Tested: XCP Rust Blocker corrosion protectant review

John Milbank, BikeSocial Consumer Editor
By John Milbank
BikingMilbank BikeSocial Consumer Editor, John owns a BMW S1000XR and Honda Grom. He's as happy tinkering in the workshop as he is on twisty backroads, and loves every bike ever built (except one). He's bought three CBR600s, a KTM 1050 Adventure, Yamaha MT-10, two Ducati Monsters, several winter hacks, three off-roaders, a supermoto pit bike, a Honda Vision 50 and built his own custom XSR700. 

 

Tested: XCP Rust Blocker corrosion protectant review

 

Date tested: April 2018 | Price: £16.49 for 400ml spray can, £16.99 for 500ml bottle | xcp-protection.com

 

XCP is a relative newcomer to the motorcycle corrosion protectant market, but it’s produced in the UK by Marott Graphic Services, a company with more than 30 years of experience in the printing industry, making protectants and lubricants for press rollers that spin at up to 15,000rpm, with a force of up to 40,000 Newtons. XCP Rust Blocker penetrates before it dries, which is demanded by the aviation industry, and is approved for use by Westland Helicopters and Honda Racing’s BSB team.

XCP is available in a bottle for use with a paint gun and compressor – it comes out slightly thicker than its direct competitor – ACF-50 – but is still easy to use with consumer-level kit like the Machine Mart compressor and gun used for this test. Applying with this method allows you to easily mist right up under the tank and into the deepest crevices around the engine (it’s safe on electrics), but make sure you mask off your wheels and brakes.

The bottle comes with a trigger pump that can be used to apply the product, but even when set to a fine mist, we found a lot comes out. We’d recommend using the bottle with a compressor (it’ll last ages), but otherwise buy the aerosol can, which gives a much finer spray.

Using the aerosol, it’s easy very easy to spray on, with no need to warm the can up. A long-reach wand is also available, which is extremely useful for spraying the product deep into open frame tubes and steel swing-arms.

 

XCP Rust Blocker performance

Applied with a paint gun and compressor, XCP performed very well, only exceeding 20% of corrosion on the steel plate after 13 weeks, and 50% after 16. It failed from the top edge of the hanging plate first, but it isn’t as liquid as some of its competitors, yet doesn’t go hard or crack.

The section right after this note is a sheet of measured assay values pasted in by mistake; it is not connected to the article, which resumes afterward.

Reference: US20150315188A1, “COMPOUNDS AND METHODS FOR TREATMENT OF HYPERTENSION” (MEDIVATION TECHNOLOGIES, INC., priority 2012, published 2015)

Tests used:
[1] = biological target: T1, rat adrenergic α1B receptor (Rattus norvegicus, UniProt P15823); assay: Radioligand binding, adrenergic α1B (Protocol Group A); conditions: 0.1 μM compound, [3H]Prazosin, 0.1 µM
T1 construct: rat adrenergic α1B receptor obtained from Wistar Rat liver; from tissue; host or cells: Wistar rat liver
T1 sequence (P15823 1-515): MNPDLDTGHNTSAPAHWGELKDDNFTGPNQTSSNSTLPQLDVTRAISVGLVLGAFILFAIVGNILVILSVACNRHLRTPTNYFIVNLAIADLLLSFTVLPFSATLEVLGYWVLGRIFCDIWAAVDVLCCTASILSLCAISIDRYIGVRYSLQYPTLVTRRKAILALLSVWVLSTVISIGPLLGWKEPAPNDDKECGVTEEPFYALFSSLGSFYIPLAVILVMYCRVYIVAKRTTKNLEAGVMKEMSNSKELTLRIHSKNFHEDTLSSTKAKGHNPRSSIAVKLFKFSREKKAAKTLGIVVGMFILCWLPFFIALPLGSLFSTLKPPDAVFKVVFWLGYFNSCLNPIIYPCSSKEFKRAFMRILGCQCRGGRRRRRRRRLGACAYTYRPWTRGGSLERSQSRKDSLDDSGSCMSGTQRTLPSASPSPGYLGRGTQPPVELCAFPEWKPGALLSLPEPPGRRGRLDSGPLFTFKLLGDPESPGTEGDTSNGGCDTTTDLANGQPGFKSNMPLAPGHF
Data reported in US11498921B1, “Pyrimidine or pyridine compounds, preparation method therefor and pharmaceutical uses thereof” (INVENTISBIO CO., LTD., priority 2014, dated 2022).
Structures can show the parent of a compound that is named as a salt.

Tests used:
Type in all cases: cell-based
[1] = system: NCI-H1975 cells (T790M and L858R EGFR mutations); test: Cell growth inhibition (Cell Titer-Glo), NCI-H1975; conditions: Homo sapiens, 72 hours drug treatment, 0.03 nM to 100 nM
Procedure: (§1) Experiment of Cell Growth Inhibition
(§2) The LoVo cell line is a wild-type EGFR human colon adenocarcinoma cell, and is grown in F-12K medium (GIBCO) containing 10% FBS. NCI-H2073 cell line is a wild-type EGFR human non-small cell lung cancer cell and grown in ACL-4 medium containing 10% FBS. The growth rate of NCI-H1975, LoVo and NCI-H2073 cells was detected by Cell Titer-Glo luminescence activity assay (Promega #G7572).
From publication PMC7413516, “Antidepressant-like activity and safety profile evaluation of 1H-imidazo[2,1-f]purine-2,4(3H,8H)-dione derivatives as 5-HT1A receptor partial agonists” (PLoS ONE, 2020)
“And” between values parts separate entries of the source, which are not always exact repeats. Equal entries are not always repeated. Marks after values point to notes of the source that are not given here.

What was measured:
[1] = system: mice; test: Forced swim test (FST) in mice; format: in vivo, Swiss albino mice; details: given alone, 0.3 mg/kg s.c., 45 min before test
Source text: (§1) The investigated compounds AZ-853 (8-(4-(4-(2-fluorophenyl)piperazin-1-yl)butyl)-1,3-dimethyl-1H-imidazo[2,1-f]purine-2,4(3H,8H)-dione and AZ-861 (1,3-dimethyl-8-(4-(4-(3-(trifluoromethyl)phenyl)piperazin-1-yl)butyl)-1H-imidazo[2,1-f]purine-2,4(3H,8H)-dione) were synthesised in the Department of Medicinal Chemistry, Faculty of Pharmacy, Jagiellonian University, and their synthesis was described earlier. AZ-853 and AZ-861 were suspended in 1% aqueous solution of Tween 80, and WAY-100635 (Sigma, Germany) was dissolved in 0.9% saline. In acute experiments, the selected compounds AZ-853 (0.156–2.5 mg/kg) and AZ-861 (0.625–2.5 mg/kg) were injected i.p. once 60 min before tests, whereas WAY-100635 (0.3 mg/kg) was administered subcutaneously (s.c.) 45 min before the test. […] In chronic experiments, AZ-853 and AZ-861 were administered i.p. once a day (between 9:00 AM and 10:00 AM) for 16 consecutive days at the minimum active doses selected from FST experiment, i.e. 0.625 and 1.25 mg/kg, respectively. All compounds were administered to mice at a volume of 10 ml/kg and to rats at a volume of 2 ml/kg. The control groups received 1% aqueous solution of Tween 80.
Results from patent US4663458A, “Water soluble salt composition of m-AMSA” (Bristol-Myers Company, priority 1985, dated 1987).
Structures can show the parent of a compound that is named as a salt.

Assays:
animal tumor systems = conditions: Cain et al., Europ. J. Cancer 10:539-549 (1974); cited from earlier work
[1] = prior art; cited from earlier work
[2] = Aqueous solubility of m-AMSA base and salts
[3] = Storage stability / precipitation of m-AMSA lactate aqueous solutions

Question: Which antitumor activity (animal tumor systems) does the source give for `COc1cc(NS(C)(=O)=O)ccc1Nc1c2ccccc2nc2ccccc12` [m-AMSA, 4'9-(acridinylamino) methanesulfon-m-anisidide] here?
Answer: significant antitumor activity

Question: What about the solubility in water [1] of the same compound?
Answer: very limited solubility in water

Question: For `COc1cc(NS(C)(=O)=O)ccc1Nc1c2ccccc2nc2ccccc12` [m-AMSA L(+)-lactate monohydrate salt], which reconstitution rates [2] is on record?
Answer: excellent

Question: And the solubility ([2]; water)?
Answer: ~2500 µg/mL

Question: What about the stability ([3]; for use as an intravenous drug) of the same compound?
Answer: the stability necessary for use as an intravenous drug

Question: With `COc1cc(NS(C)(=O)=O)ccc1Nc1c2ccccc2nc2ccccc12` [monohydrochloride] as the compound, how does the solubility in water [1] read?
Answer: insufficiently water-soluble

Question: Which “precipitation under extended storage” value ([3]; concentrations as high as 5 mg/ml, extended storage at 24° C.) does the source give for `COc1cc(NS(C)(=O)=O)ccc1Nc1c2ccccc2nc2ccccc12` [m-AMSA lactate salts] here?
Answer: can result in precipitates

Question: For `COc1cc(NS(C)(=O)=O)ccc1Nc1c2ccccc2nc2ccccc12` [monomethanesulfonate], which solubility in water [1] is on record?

When using the aerosol can, XCP gave the best performance of any of the products in the test – even when the hosing was carried out every day, it took 25 weeks before the steel plate was more than 20% covered with rust, and acceleration occurred at 24 weeks, after the plate was sprayed with a 15% solution of Surfex HD cleaner. By 27 weeks corrosion had covered 50%, and the test was stopped shortly after as all the others – except TechCote ACS TC200 and Scottoiler FS365 (when applied correctly) – had completely failed.

 

Tested: XCP Rust Blocker corrosion protectant review

 

Fresh steel plates were cut to size, folded at 90° (to give vertical and horizontal surfaces), then thoroughly cleaned before being coated with each product, as per the manufacturer’s guidelines. The test was carried out indoors, with a reasonably regulated temperature. For more information on how the test was done, please watch the video below.

Morning and night, the plates were each sprayed with a 5% solution of road salt in water, then consistently rinsed off at the end of each week with a hose head set to a shower pattern.

After eight weeks, the hose head was switched to a more aggressive fan spray, and the plates were rinsed with a consistent five full strokes from a distance of one inch each time.

After 14 weeks, any products that hadn’t completely corroded were hosed off every evening.

 

XCP Rust Blocker stickiness test